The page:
N47.1bn theft: Appeal Court sets Akingbola, Dada free


Relief finally came the way of em­battled former Managing Di­rector of the defunct In­tercontinental Bank Plc, Dr. Erastus Akingbola, yesterday over the charge of N47.1 billion theft pre­ferred against him by the Economic and Finan­cial Crimes Commission (EFCC), as the Court of Appeal sitting in Lagos struck out the case.

Sequel to the ruling of Jus­tice Lateef Lawal-Akapo of the Lagos State High Court sitting in Ikeja, on May 2, 2014, which dismissed the ap­plication of Akingbola and his co-defendant, Bayo Dada on the issue of jurisdiction, the de­fendants had filed two separate appeals to challenge the juris­diction of the lower court to entertain the 22-count charge filed against them by EFCC.

In its verdict yesterday, the Court of Appeal, in a unani­mous decision, allowed the appeal and held that the subject matter of the alleged offences related to banking operations and operation of capital issues, which fell within the exclusive jurisdiction of the Federal High Court.

The appellate court, in its lead judgment delivered by Justice Amina Augie (presid­ing), adopted by other mem­bers of the panel (Justice Sam­uel Oseji and Justice Abimbola Obaseki-Adejumo) held that the lower court judge took a narrow view of the matter when he assumed jurisdiction on the matter.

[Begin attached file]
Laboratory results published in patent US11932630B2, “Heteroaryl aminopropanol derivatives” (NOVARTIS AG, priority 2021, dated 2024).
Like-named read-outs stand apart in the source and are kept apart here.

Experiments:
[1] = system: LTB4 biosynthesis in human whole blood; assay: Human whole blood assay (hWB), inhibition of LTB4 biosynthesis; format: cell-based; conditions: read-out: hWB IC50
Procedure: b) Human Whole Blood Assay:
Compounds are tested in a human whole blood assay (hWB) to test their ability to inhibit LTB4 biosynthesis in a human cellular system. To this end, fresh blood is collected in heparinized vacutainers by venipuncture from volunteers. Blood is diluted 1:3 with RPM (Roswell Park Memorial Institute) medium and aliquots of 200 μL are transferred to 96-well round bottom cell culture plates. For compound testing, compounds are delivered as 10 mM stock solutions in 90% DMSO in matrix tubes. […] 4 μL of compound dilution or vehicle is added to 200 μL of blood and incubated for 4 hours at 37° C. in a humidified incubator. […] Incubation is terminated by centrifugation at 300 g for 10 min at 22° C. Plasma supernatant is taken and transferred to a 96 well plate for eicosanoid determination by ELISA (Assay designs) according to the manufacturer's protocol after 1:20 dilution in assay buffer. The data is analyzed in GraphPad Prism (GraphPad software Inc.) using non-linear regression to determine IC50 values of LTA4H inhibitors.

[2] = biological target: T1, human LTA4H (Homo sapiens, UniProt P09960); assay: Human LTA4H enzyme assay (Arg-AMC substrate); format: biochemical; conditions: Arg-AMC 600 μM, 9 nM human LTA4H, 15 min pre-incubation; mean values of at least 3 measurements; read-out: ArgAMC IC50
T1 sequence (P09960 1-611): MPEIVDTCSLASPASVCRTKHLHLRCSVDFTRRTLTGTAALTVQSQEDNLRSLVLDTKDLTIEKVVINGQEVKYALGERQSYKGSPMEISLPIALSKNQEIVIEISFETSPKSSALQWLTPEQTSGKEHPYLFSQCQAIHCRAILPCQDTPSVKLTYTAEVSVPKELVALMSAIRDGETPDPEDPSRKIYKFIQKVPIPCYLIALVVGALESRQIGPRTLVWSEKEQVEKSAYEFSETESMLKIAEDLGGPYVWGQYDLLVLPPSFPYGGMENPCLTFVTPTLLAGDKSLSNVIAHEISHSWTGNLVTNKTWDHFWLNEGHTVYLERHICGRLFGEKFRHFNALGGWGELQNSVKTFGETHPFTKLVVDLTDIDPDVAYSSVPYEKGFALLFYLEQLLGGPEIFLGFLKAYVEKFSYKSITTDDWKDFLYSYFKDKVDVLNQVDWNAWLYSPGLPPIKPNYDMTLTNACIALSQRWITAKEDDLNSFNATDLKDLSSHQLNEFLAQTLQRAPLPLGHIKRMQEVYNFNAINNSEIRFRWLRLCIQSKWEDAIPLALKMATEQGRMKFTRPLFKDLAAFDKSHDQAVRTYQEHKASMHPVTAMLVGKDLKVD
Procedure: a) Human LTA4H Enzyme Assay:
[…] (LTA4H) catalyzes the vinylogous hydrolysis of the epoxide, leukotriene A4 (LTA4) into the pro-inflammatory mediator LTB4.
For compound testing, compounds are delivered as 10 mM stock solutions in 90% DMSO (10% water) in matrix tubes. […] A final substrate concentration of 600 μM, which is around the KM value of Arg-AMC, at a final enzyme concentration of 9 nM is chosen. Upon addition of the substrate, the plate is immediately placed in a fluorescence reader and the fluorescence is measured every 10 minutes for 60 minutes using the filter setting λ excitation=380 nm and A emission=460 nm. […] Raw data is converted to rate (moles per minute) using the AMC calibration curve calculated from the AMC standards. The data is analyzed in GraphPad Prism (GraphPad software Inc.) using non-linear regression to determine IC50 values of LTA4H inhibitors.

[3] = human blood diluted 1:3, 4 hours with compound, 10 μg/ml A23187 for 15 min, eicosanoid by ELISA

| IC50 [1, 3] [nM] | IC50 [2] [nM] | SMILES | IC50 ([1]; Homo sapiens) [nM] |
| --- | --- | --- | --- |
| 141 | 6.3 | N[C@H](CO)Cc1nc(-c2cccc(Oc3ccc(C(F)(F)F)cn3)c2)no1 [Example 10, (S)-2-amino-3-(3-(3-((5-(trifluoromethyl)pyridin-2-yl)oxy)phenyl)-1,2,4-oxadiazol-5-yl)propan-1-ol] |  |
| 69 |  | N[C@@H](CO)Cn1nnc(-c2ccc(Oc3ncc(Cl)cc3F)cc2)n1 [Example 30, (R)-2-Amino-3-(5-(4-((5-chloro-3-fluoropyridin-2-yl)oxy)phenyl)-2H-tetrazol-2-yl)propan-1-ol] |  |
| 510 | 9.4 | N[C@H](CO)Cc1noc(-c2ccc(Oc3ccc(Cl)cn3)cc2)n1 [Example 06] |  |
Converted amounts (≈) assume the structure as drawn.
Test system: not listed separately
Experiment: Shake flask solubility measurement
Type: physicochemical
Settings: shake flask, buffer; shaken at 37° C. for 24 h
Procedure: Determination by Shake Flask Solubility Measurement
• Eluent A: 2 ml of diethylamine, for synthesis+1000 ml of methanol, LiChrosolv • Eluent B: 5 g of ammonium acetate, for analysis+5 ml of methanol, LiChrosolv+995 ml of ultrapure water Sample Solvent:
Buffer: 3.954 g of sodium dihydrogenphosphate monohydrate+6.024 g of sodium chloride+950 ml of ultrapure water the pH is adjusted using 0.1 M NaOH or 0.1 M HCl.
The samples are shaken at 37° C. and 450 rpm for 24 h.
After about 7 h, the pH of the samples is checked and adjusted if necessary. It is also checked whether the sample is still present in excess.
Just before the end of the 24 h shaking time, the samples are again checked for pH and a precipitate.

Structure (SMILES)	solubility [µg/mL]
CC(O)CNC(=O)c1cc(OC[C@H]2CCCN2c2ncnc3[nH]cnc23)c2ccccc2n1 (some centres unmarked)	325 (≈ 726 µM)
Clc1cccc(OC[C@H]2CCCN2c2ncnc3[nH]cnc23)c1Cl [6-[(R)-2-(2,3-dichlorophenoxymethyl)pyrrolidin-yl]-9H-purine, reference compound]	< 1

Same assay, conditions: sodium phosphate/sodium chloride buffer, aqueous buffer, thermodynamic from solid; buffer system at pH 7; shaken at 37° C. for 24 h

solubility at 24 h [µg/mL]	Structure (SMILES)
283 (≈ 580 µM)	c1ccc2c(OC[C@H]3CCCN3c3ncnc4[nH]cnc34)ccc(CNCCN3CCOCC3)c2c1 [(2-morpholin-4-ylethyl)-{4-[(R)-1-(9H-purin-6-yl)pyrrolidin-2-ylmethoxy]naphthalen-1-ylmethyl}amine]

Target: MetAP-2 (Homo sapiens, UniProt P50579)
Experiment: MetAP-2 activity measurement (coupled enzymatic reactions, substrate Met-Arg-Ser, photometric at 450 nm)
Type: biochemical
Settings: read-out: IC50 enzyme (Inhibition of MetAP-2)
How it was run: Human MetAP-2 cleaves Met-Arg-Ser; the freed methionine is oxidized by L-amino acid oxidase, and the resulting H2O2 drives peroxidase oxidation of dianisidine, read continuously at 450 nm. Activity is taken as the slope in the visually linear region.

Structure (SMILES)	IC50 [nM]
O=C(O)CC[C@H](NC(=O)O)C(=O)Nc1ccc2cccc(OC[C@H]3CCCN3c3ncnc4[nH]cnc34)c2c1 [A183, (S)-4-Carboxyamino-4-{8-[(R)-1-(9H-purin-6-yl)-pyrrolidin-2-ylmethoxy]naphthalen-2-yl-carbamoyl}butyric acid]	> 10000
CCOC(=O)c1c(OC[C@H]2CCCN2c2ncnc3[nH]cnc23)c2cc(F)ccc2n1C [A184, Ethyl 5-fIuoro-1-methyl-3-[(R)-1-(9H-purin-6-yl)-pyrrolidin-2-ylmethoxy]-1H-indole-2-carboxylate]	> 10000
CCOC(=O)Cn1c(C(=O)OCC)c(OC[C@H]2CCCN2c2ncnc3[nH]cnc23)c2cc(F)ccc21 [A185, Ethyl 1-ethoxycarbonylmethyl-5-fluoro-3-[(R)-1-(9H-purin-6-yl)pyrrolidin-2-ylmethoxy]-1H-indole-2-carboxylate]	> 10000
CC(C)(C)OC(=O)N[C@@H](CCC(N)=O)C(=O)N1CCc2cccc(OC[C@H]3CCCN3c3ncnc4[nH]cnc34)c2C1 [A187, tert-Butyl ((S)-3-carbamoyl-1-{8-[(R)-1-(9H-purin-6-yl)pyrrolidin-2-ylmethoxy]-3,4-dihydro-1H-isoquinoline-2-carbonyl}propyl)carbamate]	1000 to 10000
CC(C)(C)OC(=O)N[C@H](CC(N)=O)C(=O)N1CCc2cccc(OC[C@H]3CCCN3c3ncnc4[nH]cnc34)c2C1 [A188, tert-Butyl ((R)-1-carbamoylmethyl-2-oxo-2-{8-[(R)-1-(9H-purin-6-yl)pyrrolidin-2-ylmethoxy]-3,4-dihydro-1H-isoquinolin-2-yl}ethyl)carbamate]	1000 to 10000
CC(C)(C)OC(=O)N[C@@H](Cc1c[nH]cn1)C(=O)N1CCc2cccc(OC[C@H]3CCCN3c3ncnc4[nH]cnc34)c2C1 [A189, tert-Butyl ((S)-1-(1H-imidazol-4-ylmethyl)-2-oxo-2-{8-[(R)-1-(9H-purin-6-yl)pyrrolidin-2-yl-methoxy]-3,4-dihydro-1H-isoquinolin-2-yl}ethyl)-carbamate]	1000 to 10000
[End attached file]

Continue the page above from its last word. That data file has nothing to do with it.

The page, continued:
Justice Augie held that the lower court judge fell into a serious error when he failed to abide by the decision of the appellate court in the case of Okey Nwosu vs. EFCC even when it was brought to his no­tice.

Justice Aguie noted that the appellate court had in Okey Nwosu’s case held that the Ikeja High Court, Lagos, where the charges were insti­tuted against the defendants, had no jurisdiction over capital market-related issues.

The court held that the subject matter of the alleged offences related to banking operations and capital market issues, was outside the pur­view of the Lagos High Court. The court held that the lower court failed in its duty as an unbiased umpire when it re­fused to study thoroughly the processes presented before it.

Justice Augie added that the lower court turned a blind-eye to the proof of evidence brought before it before de­livering its ruling, saying: “It is the duty of the court to do substantial justice; a one-sided justice is no justice at all.”

Chief Wole Olanipekun, lead counsel to Akingbola, had, in his submission, urged the court to allow the appeal and set aside the decision of the lower court.